Dr. Jennifer Roback Morse • 663 S. Rancho Santa Fe Road Suite 222 San Marcos CA 92078www.jennifer-roback-morse.com • email: firstname.lastname@example.org • 760/295-9278
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life of their union. These two people are thelegally recognized parents of this child, and
no one else is.
The grandparents are not; theformer boyfriend is not; the nanny whospends all day with the kids is not. Thesetwo hold their parental rights against allother competing claimants. This is anintrinsically social, public function of marriage that cannot be privatized.You might reply, “Dr. Morse, your understanding of marriage is all about parenthood, and not about marriage itself. Not every marriage has children, after all.”And it is perfectly true: not every marriagehas children. But every child has parents.This objection stands marriage on its head by looking at it purely from the adult’s perspective, instead of the child’s. The factthat this objection is so common shows howfar we have strayed from understanding the
purpose of marriage, as opposed tothe many
reasons that people havefor getting married.If no children were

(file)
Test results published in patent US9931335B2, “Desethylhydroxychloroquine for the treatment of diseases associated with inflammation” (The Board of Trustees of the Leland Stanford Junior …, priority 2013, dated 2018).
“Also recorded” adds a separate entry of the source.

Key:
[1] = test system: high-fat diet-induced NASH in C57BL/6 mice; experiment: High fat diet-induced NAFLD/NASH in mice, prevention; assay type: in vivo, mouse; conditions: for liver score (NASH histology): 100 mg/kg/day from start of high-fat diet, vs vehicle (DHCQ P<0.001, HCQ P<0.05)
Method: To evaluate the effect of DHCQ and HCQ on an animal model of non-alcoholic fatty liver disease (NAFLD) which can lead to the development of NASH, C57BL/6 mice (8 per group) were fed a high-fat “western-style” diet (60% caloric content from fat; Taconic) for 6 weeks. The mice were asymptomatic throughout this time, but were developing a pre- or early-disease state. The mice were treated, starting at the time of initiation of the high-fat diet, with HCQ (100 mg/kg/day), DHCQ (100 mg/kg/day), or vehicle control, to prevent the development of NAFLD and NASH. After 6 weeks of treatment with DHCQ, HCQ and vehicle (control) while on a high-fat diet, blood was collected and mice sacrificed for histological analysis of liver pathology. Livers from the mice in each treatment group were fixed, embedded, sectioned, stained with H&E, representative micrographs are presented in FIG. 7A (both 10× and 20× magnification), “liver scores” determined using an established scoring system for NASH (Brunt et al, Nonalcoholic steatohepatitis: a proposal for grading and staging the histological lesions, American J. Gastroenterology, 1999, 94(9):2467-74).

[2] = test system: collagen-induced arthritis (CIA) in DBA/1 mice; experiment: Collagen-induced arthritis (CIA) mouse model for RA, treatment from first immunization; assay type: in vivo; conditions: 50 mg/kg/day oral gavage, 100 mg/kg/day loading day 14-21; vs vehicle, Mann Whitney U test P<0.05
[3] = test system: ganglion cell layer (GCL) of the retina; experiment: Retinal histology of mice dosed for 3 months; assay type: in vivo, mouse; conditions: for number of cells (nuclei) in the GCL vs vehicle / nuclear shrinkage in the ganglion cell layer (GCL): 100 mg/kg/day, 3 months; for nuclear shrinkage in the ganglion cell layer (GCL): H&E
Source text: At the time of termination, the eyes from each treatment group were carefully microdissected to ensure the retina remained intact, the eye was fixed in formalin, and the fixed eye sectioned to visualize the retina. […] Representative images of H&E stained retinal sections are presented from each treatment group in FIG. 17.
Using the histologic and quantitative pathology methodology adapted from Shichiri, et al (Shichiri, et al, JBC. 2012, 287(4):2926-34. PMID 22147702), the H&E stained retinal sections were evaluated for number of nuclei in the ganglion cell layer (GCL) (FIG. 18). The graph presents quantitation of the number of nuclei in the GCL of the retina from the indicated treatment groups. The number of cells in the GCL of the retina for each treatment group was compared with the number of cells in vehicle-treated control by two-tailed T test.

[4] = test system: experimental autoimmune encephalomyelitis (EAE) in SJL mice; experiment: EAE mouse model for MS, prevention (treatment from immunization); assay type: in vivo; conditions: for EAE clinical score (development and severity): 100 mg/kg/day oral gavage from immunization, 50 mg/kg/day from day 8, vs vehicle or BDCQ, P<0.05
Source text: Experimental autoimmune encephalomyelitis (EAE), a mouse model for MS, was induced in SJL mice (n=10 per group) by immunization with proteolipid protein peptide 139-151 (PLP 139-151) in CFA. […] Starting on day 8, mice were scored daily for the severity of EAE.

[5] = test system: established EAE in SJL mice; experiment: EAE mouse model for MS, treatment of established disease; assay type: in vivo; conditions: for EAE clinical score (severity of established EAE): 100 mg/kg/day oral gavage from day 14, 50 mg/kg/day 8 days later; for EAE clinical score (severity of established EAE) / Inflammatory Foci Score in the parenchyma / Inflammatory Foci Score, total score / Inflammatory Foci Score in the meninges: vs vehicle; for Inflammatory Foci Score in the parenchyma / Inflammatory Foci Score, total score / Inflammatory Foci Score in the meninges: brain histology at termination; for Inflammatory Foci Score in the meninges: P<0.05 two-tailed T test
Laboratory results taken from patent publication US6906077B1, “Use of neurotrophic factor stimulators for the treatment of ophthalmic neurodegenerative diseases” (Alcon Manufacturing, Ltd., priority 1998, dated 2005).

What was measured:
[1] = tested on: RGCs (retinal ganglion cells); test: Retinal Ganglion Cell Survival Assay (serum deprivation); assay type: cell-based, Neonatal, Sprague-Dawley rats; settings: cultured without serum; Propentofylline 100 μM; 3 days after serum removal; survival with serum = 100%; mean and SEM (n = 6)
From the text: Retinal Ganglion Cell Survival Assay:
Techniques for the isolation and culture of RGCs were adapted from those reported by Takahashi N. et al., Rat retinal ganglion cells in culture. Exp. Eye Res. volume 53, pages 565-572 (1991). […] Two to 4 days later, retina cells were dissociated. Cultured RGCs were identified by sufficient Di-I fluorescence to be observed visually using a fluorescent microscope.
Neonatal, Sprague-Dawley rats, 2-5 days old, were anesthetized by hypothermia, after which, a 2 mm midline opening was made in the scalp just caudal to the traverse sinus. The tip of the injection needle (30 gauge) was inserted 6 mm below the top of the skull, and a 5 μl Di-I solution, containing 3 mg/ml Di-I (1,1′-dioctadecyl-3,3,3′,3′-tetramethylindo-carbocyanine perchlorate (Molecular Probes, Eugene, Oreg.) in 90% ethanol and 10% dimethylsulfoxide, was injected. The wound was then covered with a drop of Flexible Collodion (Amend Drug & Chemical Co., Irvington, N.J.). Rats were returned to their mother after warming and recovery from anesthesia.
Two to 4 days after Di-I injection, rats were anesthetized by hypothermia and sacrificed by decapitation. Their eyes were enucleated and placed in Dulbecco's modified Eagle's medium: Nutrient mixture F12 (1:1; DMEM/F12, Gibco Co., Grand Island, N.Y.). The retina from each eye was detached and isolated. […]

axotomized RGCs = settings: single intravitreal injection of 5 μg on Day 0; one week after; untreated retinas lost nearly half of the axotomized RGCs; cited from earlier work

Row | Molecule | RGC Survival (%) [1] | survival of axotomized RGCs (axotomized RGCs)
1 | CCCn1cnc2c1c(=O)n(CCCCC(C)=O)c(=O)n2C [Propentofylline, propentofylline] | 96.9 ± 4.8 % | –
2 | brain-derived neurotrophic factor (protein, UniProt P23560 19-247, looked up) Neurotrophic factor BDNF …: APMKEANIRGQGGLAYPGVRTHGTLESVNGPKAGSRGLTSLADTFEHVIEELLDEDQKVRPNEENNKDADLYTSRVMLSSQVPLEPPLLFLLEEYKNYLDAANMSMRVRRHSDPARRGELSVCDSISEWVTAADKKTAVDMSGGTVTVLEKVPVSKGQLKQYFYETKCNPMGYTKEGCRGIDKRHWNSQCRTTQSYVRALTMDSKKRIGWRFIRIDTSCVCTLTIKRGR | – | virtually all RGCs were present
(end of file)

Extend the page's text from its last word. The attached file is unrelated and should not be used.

involved, adultsexual relationships simply wouldn’t be anyof the state’s business. What we now callmarriage would be nothing more than agovernment registry of friendships. If that’sall there wereto marriage, privatizing itwouldn’t be a big deal. But if there wereliterally nothing more to marriage than agovernment registry of friendships, wewould not observe an institution likemarriage in every known society.Perhaps libertarians might concede thatmarriage attaches children to their natural biological parents. They might even agreethat this is a fine and necessary thing—andthen try to imagine that the institution nowknown as marriage could be replaced by private agreements among prospective parents. I will argue later that this policywill inflict serious injustices on children. For now, I want to show that it is an illusion tothink that these contracts can dispense withany and all state involvement.Disputes that arise between the contracting parties must be resolved by an overarchinglegal authority. Let’s face it: thatoverarching legal authority always will besome agency of the government. “Gettingthe government out of the marriage business” amounts to refusing to definemarriage on the front end. But the state willend up being involved in defining whatcounts as a valid marriage or parentingcontract, on the back end, as it resolvesdisputes. We cannot escape this kind of stateinvolvement. No-fault divorce provides an analogy. No-fault divorce allows one party to end themarriage bond for any reason or no reason.In effect, the state redefined marriage byremoving the presumption of permanence.Marriage became a temporary arrangementrather than a permanent union of a man anda woman. No-fault divorce was supposed toincrease personal freedom.But the result of this legal change has beenstate involvement in the minutiae of familylife, as it resolves disputes over custody,visitation, and child support. Family courts